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Coronavirus in Florida latest: Hillsborough order, prisoners at risk, working from home

Here’s what you need to know for Friday, March 27.
Pinellas County Sheriff Bob Gualtieri, left, and Director of Public Relations Jennifer Crockett, center, look on as Great Clips General Manager Kelly Slade, right, speaks to store owner while holding a flier which contains information about the county's recent "COVID-19 Safer at Home" resolution Thursday.
Pinellas County Sheriff Bob Gualtieri, left, and Director of Public Relations Jennifer Crockett, center, look on as Great Clips General Manager Kelly Slade, right, speaks to store owner while holding a flier which contains information about the county's recent "COVID-19 Safer at Home" resolution Thursday. [ CHRIS URSO | Times ]
Published Mar. 27, 2020

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Florida saw yet another big jump in coronavirus cases Thursday, as the United States became the world leader in confirmed cases. Florida has added more than 800 new cases since Wednesday morning, pushing its total confirmed caseload to 2,484.

On Thursday, officials also reported that a 69-year-old Hillsborough County man with coronavirus died at home Wednesday, the third death in the Tampa Bay area and the twenty-ninth in the state. An Air Force commander also said that the number of cases at MacDill Air Force Base has grown to five.

The confirmed nationwide count stood at nearly 86,000 cases and at least 1,300 deaths as of Thursday night.

Hillsborough solidifies “safer-at-home” order, scraps curfew idea

Some disagreement over whether officials should drop a planned curfew order threatened to derail the Hillsborough County Emergency Police Group’s efforts to enact a “safer-at-home” order Thursday. But by the end of the day, those officials had a plan: There will be no curfew, but beginning at 10 p.m. Friday, Hillsborough residents will have to stay home except for essential business and activities and some exercise.

The order essentially mirrors the one proposed Monday by Tampa Mayor Jane Castor and shot down by others in the group. It follows the Department of Homeland Security’s guidelines for what is considered an “essential business,” and it allows nonessential businesses to stay open as long as nobody comes within six feet of another person. Residents can leave their homes to exercise or walk pets as long as they follow that six-foot rule, too.

Violating the order is a second-degree misdemeanor. Sheriff Chad Chronister said his agency plans to enforce the order in ways that don’t involve jailing residents.

Want to get tested at Raymond James? You’re too late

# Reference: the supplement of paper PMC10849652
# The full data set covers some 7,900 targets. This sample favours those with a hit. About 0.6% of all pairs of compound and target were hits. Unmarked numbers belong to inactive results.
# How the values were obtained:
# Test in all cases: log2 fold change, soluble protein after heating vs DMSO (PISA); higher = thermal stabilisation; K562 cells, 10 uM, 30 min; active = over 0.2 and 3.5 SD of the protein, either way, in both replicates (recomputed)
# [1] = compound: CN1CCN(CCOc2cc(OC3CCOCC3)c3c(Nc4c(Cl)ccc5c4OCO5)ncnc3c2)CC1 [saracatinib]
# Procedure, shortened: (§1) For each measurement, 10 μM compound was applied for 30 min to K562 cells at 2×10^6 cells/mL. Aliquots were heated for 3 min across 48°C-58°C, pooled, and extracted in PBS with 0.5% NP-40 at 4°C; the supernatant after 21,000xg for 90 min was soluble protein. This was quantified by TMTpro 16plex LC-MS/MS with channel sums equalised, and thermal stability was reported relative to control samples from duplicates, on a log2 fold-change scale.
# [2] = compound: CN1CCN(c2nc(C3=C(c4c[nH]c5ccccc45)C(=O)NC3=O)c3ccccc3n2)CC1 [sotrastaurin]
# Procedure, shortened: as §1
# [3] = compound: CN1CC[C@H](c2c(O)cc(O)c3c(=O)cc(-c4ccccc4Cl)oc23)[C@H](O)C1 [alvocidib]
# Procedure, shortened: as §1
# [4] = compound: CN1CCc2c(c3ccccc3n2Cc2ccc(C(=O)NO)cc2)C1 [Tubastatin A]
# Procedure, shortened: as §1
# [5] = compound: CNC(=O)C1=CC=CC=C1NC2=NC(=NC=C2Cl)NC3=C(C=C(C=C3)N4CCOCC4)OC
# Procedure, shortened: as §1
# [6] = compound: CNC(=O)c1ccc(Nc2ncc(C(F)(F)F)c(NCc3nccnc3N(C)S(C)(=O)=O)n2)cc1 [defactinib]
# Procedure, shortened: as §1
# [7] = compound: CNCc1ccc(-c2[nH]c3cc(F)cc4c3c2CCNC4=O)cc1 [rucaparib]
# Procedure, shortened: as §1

After a busy opening day Wednesday, Hillsborough County’s first public drive-through testing site has already booked appointments for all the testing resources it has.

A call center set up to screen those seeking tests at the testing site at Raymond James Stadium booked 900 appointments in a little over 48 hours, officials said Thursday. County officials were given only enough testing supplies for 900 people.

The stadium test site will shut down Friday once all 900 appointments have been completed. It will not reopen until the county receives more materials.

Coronavirus could be catastrophe for prisons

The spread of coronavirus puts Florida’s prisons in a situation that experts say could be catastrophic: State prisons house some 94,000 inmates, many of them elderly or ill and thus at higher risk.

But while county jails have been able to release hundreds of inmates to prevent the spread of the disease among tightly packed jail populations, prison releases are far rarer and more complicated. And in prison, it’s impossible to practice social distancing or proper prevention techniques. That means that those tens of thousands of state prisoners are sitting ducks.

“The virus finds itself in an environment where it is perfectly suited to thrive and spread,” said Greg Newburn, the director of state policy for Families Against Mandatory Minimums.

A spokesperson for the Florida Department of Corrections said there are no suspected coronavirus cases in any state prison. But if the virus were to infiltrate the prisons, there would be no quick mechanism to fight it: A bill that would have created a medical release program controlled by the Department of Corrections died in committee earlier this year.

Working from home is hard. Here’s how to do it

If you’re fortunate enough to still have a job right now, there’s a good chance you’re working from home. There’s also a good chance it’s way harder than you thought it’d be.

Here are some tips from work-from-home pros about how to make the most of working from home, from how to stay connected with colleagues to organizing your time and preventing distractions from upending your day.

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